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Max Capacity Training: How Unconventional Workouts Can Turn Minutes Into Muscles Paperback – January 1, 2011
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This book gives you the power to take control of your life in a way that suits you. It teaches you how to feed yourself properly and for life. There are good illustrations for the exercises and it guides you all the way. You are left with no excuses. All you need is willpower. Now to get started......
To me, it gives a very concise amount of several important things:
- Some personal info on why he began to exercise after starting out very unfit.
- Background on why to exercise, and how it works.
- Laying out the basics of the plan, which is to get the most done in very little time.
- Getting into specifics of exercises, and also suggested routines that incorporate them.
- A bonus is some good basic nutritional advice.
All this is lightened with humor and illustrative anecdotes. Fitness books seem to fall in two basic patterns - those that are self-published (or at least very lightly edited), and those that are scholarly, full of footnotes. This book is in between those extremes, with good, clear writing with an informal style, and that's great for me. I've read my share of academic material, and have gotten something from it, but now I don't enjoy stuffy academic style anymore. A frequent problem is that the fitness phD's will have genius level information and ideas, but possibly nothing about organizing that into a program for a regular human; they assume that their audience can develop routines, and that they're working with elite athletes.
At the same time, those who get very upset when reading, say, Johnny Grube's cringe-inducing prose, will have no such difficulties here. (I should say that I enjoy Johnny's very creative ideas, and get a kick out of his tortured English)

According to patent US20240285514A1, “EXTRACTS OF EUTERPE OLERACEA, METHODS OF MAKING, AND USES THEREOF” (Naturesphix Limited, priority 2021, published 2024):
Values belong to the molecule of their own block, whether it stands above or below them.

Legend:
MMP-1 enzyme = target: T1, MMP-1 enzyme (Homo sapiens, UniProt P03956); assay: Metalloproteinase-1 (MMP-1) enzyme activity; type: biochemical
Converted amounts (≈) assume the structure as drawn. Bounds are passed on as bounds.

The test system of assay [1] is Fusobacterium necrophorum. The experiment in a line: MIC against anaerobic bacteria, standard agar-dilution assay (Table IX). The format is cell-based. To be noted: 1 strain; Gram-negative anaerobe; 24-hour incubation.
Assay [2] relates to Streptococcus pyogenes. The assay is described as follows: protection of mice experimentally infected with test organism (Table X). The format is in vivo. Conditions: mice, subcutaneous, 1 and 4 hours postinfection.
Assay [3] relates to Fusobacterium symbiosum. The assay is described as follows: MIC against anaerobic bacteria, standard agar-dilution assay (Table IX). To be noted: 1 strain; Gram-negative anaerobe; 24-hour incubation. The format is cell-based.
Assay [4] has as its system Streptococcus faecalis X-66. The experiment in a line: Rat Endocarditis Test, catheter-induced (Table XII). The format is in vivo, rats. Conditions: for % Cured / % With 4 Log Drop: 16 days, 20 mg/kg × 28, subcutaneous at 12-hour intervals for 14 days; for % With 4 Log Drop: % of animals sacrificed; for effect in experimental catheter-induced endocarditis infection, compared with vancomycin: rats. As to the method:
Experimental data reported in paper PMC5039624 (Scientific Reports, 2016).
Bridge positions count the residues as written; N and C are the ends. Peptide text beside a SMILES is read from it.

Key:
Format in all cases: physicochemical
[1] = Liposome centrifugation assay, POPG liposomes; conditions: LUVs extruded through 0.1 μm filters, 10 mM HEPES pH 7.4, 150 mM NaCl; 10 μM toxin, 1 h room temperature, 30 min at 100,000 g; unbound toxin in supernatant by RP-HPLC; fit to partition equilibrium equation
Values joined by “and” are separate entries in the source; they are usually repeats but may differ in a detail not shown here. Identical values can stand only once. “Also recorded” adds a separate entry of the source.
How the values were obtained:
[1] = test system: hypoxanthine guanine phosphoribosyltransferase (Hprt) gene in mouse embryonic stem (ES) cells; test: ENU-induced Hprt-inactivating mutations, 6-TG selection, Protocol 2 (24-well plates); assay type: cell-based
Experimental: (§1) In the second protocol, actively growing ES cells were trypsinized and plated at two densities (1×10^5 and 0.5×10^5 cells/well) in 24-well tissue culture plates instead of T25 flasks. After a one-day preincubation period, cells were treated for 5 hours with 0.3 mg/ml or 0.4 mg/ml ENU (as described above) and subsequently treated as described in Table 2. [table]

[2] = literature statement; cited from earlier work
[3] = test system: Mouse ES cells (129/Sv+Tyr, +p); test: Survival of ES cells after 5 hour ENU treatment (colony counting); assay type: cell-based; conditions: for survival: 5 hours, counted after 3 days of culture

It's also worth noting that Peyret is not a "name" fitness guy, or somebody on a championship team. He's a normal, smart guy who has a desk job. I can relate to that, as I think many others will.
Equipment manufacturers must hate methods like this - nothing to sell, not even gym memberships! I love it. There's one little thing that's tricky to do without any equipment, and that is doing hard pulling movements, a la pullups, deadlifts, cleans, that kind of stuff. So those looking to do that can supplement this method with a chinup bar (that's my thing), kettlebells, lifting huge objects, or other fun activities. You may also need to be creative to work the hamstrings hard with no gear.
This is no panacea - to get results in very few minutes, you have to work very hard! This is not like the 3-day-per-year sunny day very slow joggers that languidly prance by my house. But if you're serious about getting fit, this small book can help a lot to make that happen, and I wish I had written it. :-)
So good job! If you're looking for a good, simple intense workout program, look no further than this book. For those of you who say it's "too easy", the solution is simple...go harder. Going at a nice, casual pace will in fact, do nothing for you. I'm a VERY physically fit Marine and although on paper it looks easy, if you actually PUSH yourself to the max of your abilities, you'll find yourself exhausted afterwards. Your intensity determines your outcome.
The fitness program is a 12 week 3 workouts a week program which ramps up the exercises in terms of strength each week. As the idea is you should push yourself to absolute maximum it would work for all levels though fit people could end up doing a lot of reps.
The hiit protocols used are the 50 10, tabata and time trial. 50 10 is 50 seconds on 10 seconds off, tabata is 20 on 10 off and the time trial is just a race to X number on reps based on your 50 10 and tabata workouts. It also has a free android app to take you through the 12 weeks which will make it much simpler to work out reps and times. The one thing that seems to be missing is pull based exercises but as is all body weight work it may have been left out so no equipment is needed.
The author also makes clear you won't become a bodybuilder doing these workouts. You will gain muscle and both Anerobic and aerobic strength.
I found the nutrition section especially good as it clearly laid out how much you should be eating and what you should be eating. It doesn't include a meal plan but the information is clear and backed up by references. The amount of protein required does seem high at one gram per pound of goal weight.
In conclusion this is a great book for someone looking for a simple and clear way to get general fitness. It's perfect for someone with time constraints and or not wanting to join a gym.